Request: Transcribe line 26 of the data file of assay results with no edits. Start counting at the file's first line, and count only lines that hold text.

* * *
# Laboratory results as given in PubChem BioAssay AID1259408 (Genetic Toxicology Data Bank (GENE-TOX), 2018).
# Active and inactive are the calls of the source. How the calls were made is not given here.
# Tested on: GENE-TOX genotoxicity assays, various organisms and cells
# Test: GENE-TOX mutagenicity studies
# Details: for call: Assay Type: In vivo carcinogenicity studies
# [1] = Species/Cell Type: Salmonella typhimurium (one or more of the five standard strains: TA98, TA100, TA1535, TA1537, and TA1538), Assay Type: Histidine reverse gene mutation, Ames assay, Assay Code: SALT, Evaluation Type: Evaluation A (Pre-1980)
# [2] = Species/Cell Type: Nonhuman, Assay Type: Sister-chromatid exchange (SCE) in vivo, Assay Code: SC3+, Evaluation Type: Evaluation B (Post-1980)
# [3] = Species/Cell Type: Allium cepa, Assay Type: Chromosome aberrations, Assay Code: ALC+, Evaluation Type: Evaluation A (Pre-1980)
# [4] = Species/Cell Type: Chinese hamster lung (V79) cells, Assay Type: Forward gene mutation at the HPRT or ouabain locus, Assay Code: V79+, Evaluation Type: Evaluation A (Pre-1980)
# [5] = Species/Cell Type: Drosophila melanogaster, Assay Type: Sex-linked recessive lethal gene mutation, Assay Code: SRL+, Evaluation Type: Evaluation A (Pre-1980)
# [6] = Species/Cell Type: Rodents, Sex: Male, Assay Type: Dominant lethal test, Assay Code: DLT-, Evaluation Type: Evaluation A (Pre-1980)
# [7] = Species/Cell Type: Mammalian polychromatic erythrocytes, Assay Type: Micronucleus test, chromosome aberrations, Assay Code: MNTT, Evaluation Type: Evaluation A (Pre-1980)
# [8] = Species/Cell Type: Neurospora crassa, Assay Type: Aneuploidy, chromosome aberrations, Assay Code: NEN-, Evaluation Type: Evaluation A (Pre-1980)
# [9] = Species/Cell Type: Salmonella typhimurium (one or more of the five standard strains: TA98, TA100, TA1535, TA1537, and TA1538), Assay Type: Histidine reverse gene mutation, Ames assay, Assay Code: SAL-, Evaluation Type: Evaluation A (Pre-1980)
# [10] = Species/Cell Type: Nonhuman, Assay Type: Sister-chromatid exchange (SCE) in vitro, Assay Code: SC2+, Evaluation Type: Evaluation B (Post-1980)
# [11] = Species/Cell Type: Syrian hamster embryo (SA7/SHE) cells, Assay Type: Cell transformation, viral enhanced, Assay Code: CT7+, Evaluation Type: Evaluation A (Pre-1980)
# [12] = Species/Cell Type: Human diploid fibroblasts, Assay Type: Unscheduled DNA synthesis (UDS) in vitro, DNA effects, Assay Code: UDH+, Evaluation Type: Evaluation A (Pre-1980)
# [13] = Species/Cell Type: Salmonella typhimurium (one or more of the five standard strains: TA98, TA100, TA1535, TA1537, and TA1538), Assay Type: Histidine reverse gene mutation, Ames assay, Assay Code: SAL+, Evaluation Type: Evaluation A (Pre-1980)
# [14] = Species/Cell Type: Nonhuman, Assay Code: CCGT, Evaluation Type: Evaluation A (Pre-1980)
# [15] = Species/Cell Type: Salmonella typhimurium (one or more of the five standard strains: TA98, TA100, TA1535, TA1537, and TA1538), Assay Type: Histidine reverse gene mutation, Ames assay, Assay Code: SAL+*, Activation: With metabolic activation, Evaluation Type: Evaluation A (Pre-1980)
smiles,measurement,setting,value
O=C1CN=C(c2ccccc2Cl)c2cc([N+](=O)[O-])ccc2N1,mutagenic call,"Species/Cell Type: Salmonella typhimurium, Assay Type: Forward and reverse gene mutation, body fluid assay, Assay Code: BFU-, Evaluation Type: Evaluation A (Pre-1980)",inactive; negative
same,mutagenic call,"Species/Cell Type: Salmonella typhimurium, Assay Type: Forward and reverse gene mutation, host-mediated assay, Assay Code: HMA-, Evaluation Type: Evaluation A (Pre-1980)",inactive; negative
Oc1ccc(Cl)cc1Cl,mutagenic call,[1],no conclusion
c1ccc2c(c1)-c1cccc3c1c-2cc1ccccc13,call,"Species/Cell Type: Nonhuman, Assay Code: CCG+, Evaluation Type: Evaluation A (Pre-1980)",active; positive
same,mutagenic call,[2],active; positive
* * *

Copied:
same,mutagenic call,[2],active; positive